See pp. 28-31. Some excerpts:

      “What may be less obvious is how wary even those who barely mentioned [Wittgenstein] were of plainly saying that he was wrong about something. One knew that doing so incurred the automatic charge of shallow misinterpretation. It was best to step quietly around, and let sleeping dogs lie.”

      “in about 1994… Susan Hurley read a carefully reasoned paper against the Private Language Argument to an audience that included many leading Oxford philosophers. The audience divided by age. Roughly, those over fifty did not take the possibility seriously that Wittgenstein’s argument was fundamentally flawed, although they also did not explain how it worked or what it showed; those under fifty were more sympathetic to Hurley’s objections… [At] a large graduate class on philosophical logic shortly after my return to Oxford in 2000[, o]ne student kept pressing the Wittgensteinian line that contradictions are meaningless rather than false. I kept giving the standard responses, that contradictions have true negations while the negation of what is meaningless is itself meaningless so not true, that the compositional semantics generates meanings even for contradictions, and so on, whose effect was merely to elicit variations on the same theme that did not meet the objection. Eventually I became exasperated and said ‘Maybe Wittgenstein was just wrong; it wouldn’t be the first time’. There was a collective gasp of shock. I have never again witnessed such a reaction when Wittgenstein’s name was taken lightly.”

      “In the 1970s, even non-Wittgensteinian philosophers were often AFRAID to speak out against Wittgenstein.”

    • M Lister

      Williamson is a very good philosopher and extremely smart, but this view is, at best, hopelessly parochial. While it may have been true of the UK (even there, I doubt it was as strong as he thought) it was certainly not the view in much of the US for a very long time, if it ever was. Now, certain departments have certain strong tendencies, but, for example, many leading US philosophers (Quine, David Lewis, David Kaplan, Alvin Goldman, etc.) had no use for Wittgenstein (for good or ill), and they were top figures in philosophy for many, many years. If anything, Wittgenstein might have a stronger reputation outside of philosophy today than inside it. So, this example really doesn’t work. (In my experience, most claims like this are more sour grapes than anything else.)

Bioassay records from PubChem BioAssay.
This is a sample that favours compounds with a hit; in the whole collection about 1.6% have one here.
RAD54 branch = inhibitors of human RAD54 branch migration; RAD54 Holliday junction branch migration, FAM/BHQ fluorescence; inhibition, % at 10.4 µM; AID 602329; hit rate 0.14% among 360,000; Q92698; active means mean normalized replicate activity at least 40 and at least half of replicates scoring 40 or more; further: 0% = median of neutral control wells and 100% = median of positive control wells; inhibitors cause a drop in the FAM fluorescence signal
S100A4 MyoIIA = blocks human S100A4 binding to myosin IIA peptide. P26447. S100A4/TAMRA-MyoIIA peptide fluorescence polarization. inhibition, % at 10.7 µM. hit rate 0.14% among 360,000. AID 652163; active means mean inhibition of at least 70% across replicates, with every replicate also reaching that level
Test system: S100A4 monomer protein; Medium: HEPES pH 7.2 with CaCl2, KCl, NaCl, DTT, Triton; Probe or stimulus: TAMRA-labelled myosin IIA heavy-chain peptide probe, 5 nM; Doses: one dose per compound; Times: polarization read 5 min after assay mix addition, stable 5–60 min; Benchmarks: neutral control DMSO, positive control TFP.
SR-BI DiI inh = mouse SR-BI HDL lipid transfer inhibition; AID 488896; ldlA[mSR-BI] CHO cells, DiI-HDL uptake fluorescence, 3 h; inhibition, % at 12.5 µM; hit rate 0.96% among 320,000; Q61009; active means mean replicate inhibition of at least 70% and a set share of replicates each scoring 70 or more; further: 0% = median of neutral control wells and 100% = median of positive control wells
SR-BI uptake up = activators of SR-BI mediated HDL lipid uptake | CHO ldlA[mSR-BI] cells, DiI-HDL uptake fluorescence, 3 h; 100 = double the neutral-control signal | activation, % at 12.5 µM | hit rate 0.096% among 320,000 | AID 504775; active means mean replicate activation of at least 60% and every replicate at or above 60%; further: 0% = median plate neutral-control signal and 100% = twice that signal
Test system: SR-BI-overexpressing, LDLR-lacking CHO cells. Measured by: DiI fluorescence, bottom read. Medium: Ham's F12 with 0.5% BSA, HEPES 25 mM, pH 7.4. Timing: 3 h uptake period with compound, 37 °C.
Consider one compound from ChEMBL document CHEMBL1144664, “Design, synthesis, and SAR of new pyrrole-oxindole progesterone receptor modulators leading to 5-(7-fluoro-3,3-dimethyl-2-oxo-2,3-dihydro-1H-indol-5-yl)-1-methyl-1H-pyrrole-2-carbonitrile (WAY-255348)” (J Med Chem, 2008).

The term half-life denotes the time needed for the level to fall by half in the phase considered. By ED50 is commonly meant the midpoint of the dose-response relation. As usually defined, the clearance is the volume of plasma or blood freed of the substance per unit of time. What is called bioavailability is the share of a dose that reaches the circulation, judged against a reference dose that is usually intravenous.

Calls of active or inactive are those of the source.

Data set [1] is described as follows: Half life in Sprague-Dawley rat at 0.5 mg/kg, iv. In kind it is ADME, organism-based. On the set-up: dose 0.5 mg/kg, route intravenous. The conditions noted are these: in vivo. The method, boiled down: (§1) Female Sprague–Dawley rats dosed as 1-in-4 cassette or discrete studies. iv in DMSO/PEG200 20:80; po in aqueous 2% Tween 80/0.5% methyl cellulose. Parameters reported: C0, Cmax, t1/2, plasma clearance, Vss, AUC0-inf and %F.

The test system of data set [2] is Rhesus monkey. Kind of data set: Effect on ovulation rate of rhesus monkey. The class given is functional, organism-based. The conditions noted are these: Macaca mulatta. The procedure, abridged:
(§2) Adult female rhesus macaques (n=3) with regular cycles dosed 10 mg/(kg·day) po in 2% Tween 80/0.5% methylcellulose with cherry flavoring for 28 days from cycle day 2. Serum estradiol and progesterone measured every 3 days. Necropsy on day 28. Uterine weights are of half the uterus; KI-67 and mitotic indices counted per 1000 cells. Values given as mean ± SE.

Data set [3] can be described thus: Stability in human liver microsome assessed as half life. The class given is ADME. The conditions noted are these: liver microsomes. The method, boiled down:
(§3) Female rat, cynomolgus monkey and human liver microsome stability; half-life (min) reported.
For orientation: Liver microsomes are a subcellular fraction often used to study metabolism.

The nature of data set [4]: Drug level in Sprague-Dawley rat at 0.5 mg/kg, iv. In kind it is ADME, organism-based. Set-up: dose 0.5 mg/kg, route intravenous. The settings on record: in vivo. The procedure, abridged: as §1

• Actually, Williamson says he is talking about Britain and that Wittgenstein’s influence in North America was never as great as in Europe (p. 28). My apologies for not spelling that out.

  • LLC

    Mr. Teson’s assertions certainly seem to be self-evident truths, the human critter being what we are.

  • M Lister

    This certainly seems common enough, Fernando. (A particular former recent dean of Yale Law comes to mind as a depressing example, I’d say.) But, I’m not sure that government involvement always or necessarily corrupts scholarship. In my own field of immigration law, I think of Stephen Legomsky, a professor (now retired, I think) at Washington University in St. Louis, who was, for some time recently, chief council at USCIS. My impression is that Legomksy was a harsh critic of many immigration law practices before and during his tenure, but in the areas where he seemed to change his mind, this seems to be a result of learning more about the inside workings of the immigration bureaucracy. I don’t think he changed his views on any fundamental issues, but he did, I think, change around the edges in a way that seemed very much to me to show learning, inquisitiveness, and humility of the sort that benefits a scholar. I don’t doubt that this is rare, but it’s certainly not unheard of, nor is it impossible.

  • CJColucci

    Why, when Prof. Teson undoubtedly knows large numbers of legal scholars who spent time in government, do we get a freshman economics explanation of why their scholarship must be corrupt instead of what should be a simple empirical demonstration that it actually is? Like Prof. Teson, I also know many legal scholars who have spent time in government. I can think of a number of fields where I wouldn’t take seriously the views of someone who never served in government. I have read their scholarship and I know them as human beings. In my experience, scholarly corruption of the sort Prof. Teson talks about is rare, and not noticeably more common when it does exist than the corruption of legal scholars who consult for private interests and know who butters their bread. In fact, I know of many legal scholars who served in government whose scholarship bites the hand that fed them — quite uncommon among those who consult for private interests — and there is plenty of incentive to do that. Name names or go home.